Interested in buying a new home? Chances are your top choices won’t stay on the market for long.
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According to new data from online residential real estate site Trulia, the number of days the average home in the U.S. was on the market in April was 64, which is the lowest amount since the recession. That figure is also down nearly 17% since last year, and more than 53% since 2010.
Of the 100 metro areas examined by Trulia, not a single one has seen its list-to-sale time increase since the same period eight years ago.
The cities where homes were on the market for the least amount of days were Seattle, San Francisco and San Jose, California. In each of these West Coast metropolitan areas, the average listing time for a property was about 36 days.
Oakland, California and Denver were the fourth and fifth fastest moving markets, where homes were listed for about 38 and 41 days, respectively.
On the flip side, the East Coast had some of the longest listing periods, with properties in Syracuse, New York remaining on the market for an average of 144 days. Homes on Long Island, New York took about 132 days to sell, while properties in New York City had an average listing rate of 128 days.
Starter homes also moved faster than premium homes, Trulia found, by an average of 15 days.
Listing times could decline even further throughout the coming months, as the housing market heats up.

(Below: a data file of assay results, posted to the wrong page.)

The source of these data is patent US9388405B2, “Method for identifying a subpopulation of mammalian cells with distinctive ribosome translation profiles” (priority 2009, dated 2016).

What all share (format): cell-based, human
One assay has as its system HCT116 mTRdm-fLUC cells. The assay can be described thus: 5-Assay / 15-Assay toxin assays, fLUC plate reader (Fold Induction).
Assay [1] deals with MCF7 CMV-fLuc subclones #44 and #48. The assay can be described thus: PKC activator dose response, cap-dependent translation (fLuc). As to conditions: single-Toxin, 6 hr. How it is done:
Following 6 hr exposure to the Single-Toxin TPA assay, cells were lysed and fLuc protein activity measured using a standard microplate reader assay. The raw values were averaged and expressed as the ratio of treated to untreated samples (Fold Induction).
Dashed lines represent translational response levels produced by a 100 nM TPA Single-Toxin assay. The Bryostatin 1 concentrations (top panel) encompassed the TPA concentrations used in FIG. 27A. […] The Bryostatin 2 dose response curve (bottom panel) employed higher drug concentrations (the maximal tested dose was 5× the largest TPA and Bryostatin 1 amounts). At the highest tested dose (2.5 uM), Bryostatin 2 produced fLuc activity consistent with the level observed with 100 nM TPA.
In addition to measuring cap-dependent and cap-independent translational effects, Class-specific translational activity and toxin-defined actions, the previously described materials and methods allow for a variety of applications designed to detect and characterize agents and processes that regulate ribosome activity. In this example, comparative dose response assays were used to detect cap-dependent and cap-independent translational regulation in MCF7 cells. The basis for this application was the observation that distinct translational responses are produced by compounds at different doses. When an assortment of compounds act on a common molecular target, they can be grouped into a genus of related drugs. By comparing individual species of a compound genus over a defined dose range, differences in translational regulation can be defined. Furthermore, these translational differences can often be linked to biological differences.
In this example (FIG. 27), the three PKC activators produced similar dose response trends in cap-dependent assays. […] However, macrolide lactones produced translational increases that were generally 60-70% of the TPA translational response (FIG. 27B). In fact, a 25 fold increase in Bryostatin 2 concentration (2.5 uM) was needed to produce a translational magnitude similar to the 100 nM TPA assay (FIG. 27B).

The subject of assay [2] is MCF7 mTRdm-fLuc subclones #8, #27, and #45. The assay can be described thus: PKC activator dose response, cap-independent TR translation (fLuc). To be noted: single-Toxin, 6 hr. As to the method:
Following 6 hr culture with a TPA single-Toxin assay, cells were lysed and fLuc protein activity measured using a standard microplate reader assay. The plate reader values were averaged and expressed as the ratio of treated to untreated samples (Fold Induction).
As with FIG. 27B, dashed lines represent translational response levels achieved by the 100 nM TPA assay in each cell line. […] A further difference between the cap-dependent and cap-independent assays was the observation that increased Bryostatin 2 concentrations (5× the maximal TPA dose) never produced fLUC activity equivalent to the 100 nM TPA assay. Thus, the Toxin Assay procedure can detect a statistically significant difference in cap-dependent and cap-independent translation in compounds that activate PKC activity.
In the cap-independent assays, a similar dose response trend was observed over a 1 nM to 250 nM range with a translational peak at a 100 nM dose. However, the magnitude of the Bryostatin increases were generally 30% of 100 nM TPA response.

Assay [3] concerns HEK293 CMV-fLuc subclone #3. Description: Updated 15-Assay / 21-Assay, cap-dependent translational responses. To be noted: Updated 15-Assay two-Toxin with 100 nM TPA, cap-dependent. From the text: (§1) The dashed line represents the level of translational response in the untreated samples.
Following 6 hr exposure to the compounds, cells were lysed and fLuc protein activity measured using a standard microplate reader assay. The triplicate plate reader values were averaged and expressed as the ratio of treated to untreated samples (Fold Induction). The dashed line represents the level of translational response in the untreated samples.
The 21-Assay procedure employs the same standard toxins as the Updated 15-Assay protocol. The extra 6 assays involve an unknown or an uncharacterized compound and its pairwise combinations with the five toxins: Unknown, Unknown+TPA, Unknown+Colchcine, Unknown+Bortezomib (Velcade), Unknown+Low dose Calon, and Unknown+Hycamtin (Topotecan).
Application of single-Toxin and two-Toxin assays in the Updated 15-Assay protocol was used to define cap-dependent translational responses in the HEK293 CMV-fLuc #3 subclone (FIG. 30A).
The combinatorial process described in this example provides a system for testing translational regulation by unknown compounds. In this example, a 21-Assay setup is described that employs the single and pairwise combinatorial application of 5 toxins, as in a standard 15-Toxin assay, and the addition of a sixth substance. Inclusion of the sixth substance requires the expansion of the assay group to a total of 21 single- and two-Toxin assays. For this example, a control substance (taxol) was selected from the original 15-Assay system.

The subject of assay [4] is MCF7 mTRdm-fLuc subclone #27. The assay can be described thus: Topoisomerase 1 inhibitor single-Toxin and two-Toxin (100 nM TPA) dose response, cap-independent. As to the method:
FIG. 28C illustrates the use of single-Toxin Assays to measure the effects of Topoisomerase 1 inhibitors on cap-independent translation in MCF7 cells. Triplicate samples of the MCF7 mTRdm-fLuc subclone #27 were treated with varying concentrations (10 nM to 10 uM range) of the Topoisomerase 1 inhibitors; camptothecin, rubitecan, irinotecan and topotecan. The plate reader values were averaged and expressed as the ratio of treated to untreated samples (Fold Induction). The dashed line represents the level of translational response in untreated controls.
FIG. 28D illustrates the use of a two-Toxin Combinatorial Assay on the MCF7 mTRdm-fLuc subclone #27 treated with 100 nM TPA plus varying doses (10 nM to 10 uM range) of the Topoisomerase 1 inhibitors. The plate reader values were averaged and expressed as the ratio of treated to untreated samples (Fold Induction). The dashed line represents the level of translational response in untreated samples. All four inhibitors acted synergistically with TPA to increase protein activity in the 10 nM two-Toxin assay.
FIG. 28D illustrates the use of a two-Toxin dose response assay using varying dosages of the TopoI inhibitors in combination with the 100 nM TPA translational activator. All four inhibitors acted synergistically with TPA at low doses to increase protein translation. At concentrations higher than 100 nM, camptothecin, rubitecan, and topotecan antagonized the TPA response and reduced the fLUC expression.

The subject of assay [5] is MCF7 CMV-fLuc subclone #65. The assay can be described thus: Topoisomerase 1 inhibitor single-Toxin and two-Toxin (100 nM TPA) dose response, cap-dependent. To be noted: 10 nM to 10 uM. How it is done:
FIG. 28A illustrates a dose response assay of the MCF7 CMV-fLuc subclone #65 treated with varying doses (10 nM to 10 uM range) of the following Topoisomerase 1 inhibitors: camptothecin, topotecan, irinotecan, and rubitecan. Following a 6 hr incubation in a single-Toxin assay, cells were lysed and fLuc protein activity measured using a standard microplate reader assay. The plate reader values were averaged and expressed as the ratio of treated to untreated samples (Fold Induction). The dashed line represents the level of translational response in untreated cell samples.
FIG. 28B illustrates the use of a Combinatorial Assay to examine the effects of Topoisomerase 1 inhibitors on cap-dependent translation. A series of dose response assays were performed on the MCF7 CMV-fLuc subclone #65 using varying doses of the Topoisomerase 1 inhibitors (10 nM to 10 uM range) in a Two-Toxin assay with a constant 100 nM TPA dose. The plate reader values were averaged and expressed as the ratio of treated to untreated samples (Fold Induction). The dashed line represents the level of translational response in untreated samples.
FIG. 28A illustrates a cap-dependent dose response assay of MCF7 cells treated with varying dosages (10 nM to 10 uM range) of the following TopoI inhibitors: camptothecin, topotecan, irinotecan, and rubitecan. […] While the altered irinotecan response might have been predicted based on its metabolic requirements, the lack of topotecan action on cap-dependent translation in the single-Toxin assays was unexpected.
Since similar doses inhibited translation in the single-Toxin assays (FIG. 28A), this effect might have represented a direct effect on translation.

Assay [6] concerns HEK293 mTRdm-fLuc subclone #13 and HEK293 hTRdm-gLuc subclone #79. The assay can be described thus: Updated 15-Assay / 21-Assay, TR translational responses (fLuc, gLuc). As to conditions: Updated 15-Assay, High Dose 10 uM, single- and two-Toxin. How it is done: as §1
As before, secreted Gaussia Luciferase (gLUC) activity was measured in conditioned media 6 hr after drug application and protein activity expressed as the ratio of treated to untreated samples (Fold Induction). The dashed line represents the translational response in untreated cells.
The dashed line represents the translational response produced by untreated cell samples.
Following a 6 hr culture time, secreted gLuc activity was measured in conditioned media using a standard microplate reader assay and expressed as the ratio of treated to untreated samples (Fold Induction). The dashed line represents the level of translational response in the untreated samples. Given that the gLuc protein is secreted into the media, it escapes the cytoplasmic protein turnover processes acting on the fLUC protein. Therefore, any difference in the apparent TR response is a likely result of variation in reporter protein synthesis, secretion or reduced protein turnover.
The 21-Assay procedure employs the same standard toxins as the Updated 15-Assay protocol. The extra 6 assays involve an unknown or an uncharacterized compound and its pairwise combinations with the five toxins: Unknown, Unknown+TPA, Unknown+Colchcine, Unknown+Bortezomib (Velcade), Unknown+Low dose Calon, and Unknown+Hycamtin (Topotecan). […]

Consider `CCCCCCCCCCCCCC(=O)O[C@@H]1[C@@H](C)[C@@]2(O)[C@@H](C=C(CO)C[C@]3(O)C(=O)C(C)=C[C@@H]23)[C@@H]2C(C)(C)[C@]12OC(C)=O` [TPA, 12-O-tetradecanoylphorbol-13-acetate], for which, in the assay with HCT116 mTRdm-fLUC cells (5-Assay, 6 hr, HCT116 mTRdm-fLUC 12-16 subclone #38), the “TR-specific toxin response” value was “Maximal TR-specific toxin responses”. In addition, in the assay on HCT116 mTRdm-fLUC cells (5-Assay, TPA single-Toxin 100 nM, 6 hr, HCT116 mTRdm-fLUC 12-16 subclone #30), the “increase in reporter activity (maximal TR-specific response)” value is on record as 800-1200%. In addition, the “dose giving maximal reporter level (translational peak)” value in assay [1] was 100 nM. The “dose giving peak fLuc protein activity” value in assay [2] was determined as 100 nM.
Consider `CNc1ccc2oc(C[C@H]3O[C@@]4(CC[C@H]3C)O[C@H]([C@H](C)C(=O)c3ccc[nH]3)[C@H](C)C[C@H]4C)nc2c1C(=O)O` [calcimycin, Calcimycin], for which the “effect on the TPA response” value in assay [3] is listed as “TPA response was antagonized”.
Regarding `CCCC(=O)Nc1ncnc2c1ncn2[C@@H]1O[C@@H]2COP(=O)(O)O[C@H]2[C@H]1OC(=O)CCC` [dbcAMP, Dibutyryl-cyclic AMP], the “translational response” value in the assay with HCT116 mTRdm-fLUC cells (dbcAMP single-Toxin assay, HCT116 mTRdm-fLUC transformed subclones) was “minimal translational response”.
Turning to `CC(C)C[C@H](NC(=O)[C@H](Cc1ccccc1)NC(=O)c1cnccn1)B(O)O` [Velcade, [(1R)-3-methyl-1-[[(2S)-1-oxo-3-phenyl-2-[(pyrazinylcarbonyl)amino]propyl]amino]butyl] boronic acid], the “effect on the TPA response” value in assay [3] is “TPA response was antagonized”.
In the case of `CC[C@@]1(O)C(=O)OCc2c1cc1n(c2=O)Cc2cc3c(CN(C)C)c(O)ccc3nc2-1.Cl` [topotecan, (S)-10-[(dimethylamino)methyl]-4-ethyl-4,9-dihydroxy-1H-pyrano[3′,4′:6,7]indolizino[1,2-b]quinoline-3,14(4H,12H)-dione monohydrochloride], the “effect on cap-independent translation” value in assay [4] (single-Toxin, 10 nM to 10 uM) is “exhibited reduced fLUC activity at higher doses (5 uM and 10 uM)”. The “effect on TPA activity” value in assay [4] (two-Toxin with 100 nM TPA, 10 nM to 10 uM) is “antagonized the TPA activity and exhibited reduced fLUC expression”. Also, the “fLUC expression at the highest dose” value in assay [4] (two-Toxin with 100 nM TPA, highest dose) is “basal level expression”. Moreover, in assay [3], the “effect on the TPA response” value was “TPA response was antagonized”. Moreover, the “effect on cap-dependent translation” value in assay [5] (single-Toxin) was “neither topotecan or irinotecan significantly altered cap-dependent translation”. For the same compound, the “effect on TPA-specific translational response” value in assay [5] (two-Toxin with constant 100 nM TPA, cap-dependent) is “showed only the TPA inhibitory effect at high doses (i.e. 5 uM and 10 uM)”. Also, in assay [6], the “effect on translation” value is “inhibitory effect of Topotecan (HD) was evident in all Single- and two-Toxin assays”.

This trend is the result of an inventory crunch troubling the industry. Home construction per household is near its lowest level in 60 years, according to the Federal Reserve Bank of Kansas City, and the National Association of Home Builders predicts there will be fewer than 900,000 new home starts this year, even though the market could absorb 1.2 million to 1.3 million.
Demand, on the other hand, is strong. The U.S. economy is slowly picking up steam, the labor market is improving and the demographic outlook is progressing.
These factors combined are a recipe for rising prices, which is bad news for first-time buyers.
Home prices are now higher than they were at the peak of the housing boom. The National Association of Realtors and Freddie Mac estimate that median price growth will accelerate by 3.5% in 2018, and in some cases will rise faster than income gains over the coming years.